Moore, Matter of, No. 1281S343

Docket NºNo. 1281S343
Citation453 N.E.2d 971
Case DateSeptember 26, 1983
CourtSupreme Court of Indiana

Page 971

453 N.E.2d 971
In the Matter of Robert E. MOORE.
No. 1281S343.
Supreme Court of Indiana.
Sept. 26, 1983.

Page 972

Thurman M. DeMoss, Franklin, for respondent.

Sheldon A. Breskow, Executive Secretary, Indianapolis, for Indiana Supreme Court Disciplinary Com'n.

PER CURIAM.

This proceeding is before this Court on a single count Verified Complaint filed by the Disciplinary Commission of the Supreme Court pursuant to Admission and Discipline Rule 23, Section 12. As provided in Admission and Discipline Rule 23, a Hearing Officer was appointed, conducted a hearing, and has tendered his findings. The Respondent now seeks review of these findings by this Court. Both parties have filed briefs in support of their respective positions.

Before reviewing the evidence of alleged misconduct, a general challenge to this disciplinary proceeding must be addressed. In his petition for review Respondent asserts that procedural due process is not met by the use of the preponderance of evidence test set forth in this Court's disciplinary rules. Citing Santosky v. Kramer (1982), 455 U.S. 745, 102 S.Ct. 1388, 71 L.Ed.2d 599. Respondent argues that a finding of misconduct involving unlawful behavior should be predicated, at least, on a "clear and convincing evidence" standard of proof.

Santosky v. Kramer, supra, involved the termination of parental rights; applying the factors set forth in Mathews v. Eldridge (1976), 424 U.S. 319, 96 S.Ct. 893, 47 L.Ed.2d 18, a majority of the United States Supreme Court concluded that a "fair preponderance of the evidence standard" in such proceeding was inconsistent with due process. 1 In the course of this analysis, the Court noted that an intermediate standard of proof (clear and convincing) 2 has been mandated where the individual interests at stake in a particular state proceeding are both "particularly important" and "more substantial than the mere loss of money" or necessary to preserve fundamental fairness in a government-initiated proceeding that threatened an individual with "a significant deprivation of liberty" or "stigma". Santosky v. Kramer, 455 U.S. at 756, 102 S.Ct. at 1395.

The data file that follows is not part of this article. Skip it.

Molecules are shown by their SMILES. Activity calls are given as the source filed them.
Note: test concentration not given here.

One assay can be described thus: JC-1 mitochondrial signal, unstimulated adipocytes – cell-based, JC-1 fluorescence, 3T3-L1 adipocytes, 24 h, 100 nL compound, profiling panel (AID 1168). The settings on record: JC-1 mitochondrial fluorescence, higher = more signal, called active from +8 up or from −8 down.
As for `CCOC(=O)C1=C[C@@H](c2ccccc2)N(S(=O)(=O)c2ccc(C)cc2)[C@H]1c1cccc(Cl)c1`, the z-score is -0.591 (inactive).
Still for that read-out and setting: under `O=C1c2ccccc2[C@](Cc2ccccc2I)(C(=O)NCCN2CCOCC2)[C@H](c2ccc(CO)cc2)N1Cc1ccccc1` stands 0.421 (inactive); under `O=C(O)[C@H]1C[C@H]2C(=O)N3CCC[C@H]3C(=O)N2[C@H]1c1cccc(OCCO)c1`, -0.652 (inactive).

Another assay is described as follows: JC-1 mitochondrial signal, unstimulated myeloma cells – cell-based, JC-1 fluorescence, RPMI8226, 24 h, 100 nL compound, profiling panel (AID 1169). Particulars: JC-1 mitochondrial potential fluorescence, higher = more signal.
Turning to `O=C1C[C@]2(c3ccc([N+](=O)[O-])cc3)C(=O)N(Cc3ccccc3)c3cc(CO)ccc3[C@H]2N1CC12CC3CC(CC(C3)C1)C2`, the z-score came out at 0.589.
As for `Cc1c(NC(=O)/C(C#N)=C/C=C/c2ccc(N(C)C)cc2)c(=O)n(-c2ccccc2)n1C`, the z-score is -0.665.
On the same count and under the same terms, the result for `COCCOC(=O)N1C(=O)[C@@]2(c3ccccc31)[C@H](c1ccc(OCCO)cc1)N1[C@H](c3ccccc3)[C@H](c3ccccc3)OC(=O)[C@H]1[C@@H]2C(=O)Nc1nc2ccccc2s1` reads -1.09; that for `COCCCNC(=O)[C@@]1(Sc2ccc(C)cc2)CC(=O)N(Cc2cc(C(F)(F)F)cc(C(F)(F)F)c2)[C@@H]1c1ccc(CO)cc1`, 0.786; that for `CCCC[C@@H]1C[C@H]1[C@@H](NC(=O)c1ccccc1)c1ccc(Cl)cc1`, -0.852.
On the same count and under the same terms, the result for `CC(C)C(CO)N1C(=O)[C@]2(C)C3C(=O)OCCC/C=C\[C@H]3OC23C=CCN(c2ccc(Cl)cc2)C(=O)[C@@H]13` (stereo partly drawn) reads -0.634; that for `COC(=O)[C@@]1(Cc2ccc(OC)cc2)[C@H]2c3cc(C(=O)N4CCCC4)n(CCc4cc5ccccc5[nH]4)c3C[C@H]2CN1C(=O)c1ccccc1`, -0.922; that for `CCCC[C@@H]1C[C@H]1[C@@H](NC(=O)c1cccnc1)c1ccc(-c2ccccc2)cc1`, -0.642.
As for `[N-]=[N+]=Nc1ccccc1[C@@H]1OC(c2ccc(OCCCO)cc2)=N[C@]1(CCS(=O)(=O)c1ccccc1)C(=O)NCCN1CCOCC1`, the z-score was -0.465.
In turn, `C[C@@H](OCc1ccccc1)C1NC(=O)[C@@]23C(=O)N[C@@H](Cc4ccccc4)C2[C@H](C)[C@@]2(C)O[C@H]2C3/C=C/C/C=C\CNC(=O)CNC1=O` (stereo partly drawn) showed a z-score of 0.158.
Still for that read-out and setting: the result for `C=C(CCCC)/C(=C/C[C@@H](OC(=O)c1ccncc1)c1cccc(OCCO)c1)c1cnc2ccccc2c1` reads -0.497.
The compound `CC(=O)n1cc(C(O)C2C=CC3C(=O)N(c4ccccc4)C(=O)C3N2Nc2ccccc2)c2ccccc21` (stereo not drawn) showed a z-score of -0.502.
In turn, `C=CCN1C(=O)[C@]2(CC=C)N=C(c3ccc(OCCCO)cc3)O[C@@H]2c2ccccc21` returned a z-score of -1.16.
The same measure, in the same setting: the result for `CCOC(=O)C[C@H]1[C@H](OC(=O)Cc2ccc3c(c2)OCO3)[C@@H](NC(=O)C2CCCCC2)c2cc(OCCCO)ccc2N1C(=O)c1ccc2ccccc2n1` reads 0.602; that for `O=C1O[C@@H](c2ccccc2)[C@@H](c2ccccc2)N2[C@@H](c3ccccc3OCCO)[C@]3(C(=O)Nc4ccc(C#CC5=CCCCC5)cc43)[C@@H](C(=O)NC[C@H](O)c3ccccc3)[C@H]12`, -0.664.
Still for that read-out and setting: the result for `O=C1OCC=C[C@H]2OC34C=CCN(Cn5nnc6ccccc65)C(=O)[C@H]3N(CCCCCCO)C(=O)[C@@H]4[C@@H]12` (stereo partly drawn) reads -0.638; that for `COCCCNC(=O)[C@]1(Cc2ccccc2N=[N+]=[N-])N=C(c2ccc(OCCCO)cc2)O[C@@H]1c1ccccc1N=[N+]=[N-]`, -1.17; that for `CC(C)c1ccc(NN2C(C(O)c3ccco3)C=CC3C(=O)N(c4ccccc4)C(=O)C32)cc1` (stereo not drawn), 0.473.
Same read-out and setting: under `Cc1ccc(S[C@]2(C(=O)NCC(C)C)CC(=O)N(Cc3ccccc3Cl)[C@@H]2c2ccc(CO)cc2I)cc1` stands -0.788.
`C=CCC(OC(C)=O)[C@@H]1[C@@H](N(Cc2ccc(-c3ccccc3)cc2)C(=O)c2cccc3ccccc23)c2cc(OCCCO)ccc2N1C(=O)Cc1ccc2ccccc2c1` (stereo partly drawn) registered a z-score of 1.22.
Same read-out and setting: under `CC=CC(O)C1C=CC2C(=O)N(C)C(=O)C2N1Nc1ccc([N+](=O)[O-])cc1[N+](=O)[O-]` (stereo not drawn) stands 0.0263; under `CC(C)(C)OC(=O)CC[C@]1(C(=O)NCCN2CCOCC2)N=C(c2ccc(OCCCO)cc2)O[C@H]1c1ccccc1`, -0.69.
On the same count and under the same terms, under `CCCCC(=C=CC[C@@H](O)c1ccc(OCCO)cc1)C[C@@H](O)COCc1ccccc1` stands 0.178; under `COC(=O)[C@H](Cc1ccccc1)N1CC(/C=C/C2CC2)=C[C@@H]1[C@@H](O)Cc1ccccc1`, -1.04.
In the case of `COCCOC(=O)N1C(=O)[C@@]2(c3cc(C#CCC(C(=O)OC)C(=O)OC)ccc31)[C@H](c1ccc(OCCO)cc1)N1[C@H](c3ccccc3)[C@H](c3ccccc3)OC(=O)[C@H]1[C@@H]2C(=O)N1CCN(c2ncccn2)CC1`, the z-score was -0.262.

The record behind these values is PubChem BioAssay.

The interests at stake in the authority cited by Respondent are the fundamental liberty interests associated with the freedom of choice in matters of family life. The interests at stake in the present proceeding are those associated with the judicial license to practice law in this jurisdiction.

Page 973

While the latter is important, it pales in significance when compared to the liberty interests incidental to family life, the adverse social consequence of civil commitment [Addington v. Texas (1979), 441 U.S. 418, 99 S.Ct. 1804, 60 L.Ed.2d 323], the deprivation incidental to deportation [Woodby v. IMS (1966), 385 U.S. 276, 87 S.Ct. 483, 17 L.Ed.2d 362] or the overtones of denaturalization [Chaunt v. U.S. (1960), 364 U.S. 350, 81 S.Ct. 147, 5 L.Ed.2d 120]. This difference clearly distinguishes the present case from the cited authority.

An attorney disciplinary action is neither criminal nor civil. This type of proceeding is not intended for the purpose of punishment, but rather to determine the fitness of an officer of the court to continue in that capacity and to protect the courts and public from unfit persons. In re Roberts (1983), Ind. 442 N.E.2d 986. The effective administration of justice, the fair resolution of disputes, and the preservation of individual liberties through advocatory representation relate in good measure to the effectiveness of this disciplinary process.

The procedures adopted by this Court to charge, hear and review issues of professional misconduct recognize the delicate balance of the competing interests. A Respondent is afforded discovery, given timely and complete notice, allowed to confront accusers in an open hearing and permitted a full review by this Court. In re Roberts, Supra. We are inclined to conclude that the Constitution of the United States does not mandate the application of a rigidly defined standard of proof in disciplinary proceedings where the attorney charged with professional misconduct is afforded a fair opportunity to respond to such allegation.